As Cat Ba is such a small place, I decided to have a go on the automatic scooter we’d rented to see if I could handle driving one from Hanoi to Ho Chi Minh. After nearly crashing the bike in a ditch, it was safe to say that I was sticking to the back of the bike for the rest of the trip!

We finished our last day in Cat Ba on one of the 3 quiet beaches on the islands. I was happy to finally see the sea!

We booked a slow boat to Halong Bay so we could admire the spectacular views of the many islands protruding out of the sea. Luckily, the sun decided to re-emerge, and we were thrilled to roll our trousers up and enjoy the rays on the boat’s top deck.

Back in Hanoi, we bought an automated scooter from a couple who were also backpacking through Southeast Asia. They’d already driven the Ho Chi Minh trail but in the opposite direction to us. Then, we were off to our first stop on the Ho Chi Minh trail – Ninh Binh!

Ninh Binh & Vinh

After having trouble driving our way out of Hanoi (including driving on a car only road), we welcomed the peacefulness and serenity of Ninh Binh. Already, we could see why it’s so popular to travel Vietnam by bike as we swerved our way through the paddy fields. We had a quick stop off in Tam Coc where we got to explore an awesome temple surrounded by rock formations – giving us some amazing views of the Ninh Binh.

As we were rather pushed for time after spending so much time in Hanoi, we swiftly made our way to Vinh where we spent the night before getting up early to get back on the road.

Phong Nha

I’ve been told that if you don’t visit Phong Nha in Vietnam then you haven’t truly experienced Vietnam at all. Boasting some of the biggest natural caves in the world, Phong Nha-Ke Bang National Park truly is a site to behold. According to the Lonely Planet, the mountains in the park are oldest in Asia, formed approximately 400 million years ago.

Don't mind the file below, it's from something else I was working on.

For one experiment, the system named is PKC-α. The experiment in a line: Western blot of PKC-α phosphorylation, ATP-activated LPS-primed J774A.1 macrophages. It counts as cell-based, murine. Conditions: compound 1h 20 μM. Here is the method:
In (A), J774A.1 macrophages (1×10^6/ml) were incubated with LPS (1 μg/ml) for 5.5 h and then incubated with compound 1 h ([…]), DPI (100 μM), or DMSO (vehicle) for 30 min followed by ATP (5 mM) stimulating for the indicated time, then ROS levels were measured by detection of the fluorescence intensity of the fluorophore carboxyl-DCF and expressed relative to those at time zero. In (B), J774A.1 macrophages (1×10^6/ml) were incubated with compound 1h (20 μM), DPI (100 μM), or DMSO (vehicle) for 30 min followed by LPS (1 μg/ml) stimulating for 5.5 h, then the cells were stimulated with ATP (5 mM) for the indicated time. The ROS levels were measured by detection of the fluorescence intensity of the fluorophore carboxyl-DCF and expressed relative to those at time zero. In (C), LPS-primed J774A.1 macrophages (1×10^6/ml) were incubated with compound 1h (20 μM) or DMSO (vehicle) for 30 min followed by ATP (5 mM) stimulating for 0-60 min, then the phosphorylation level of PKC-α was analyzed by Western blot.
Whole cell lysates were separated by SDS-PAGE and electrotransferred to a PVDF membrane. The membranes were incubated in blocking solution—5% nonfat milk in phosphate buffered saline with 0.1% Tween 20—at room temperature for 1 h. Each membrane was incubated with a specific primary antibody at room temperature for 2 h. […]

Some of the most popular choices of caves to visit include Paradise Cave and Dark Cave. Dark Cave costs around 450,000 dong for all the activities, including the zip-line and mud bath, while Paradise Cave only costs 250,000. After speaking to the one of the staff members at our hostel, we opted to just pay for the Paradise Cave as he assured us “You cannot say you’ve been to Phong Nha if you’ve not visited Paradise Cave,” and we were travelling on a budget after all. And the caves sure did not disappoint – they were huge! Unfortunately I didn’t take the best camera with me, so all the pictures I got of the caves did not do them justice.

As we were waiting to enter the caves, we bumped into our friend from Hanoi who was travelling with someone else from the Netherlands. We invited them for a drink at our hostel Easy Tiger before we all headed to the only bar that was open late in Phong Nha.

It turned out our friends had also bought motorbikes and were driving the Ho Chi Minh Trail, so we all left Phong Nha together and made our way towards Hue, stopping off in a small town called Khe Sanh on the way.

 

Laos: Trekking, Tubing & Mushroom Shakes

Laos was the one country I was visiting in Southeast Asia which I knew next to nothing about (other than my friends telling me how much fun tubing was), so I really didn’t know what to expect.

While most of our friends in Thailand were booking the longboat straight to Luang Prabang, we hopped on a cheap bus to Huay Xai (a tiny town found right at the Laos border), along with a fellow backpacker from Sweden.

As the Lonely Planet puts it, in Huay Xai, “the only things trafficked through are travellers en route to Luang Prabang.” We were unsure of our next move, so after chatting to Sophie the other traveller with us, we chose to book a bus with her further North to Luang Namtha.

Luang Namtha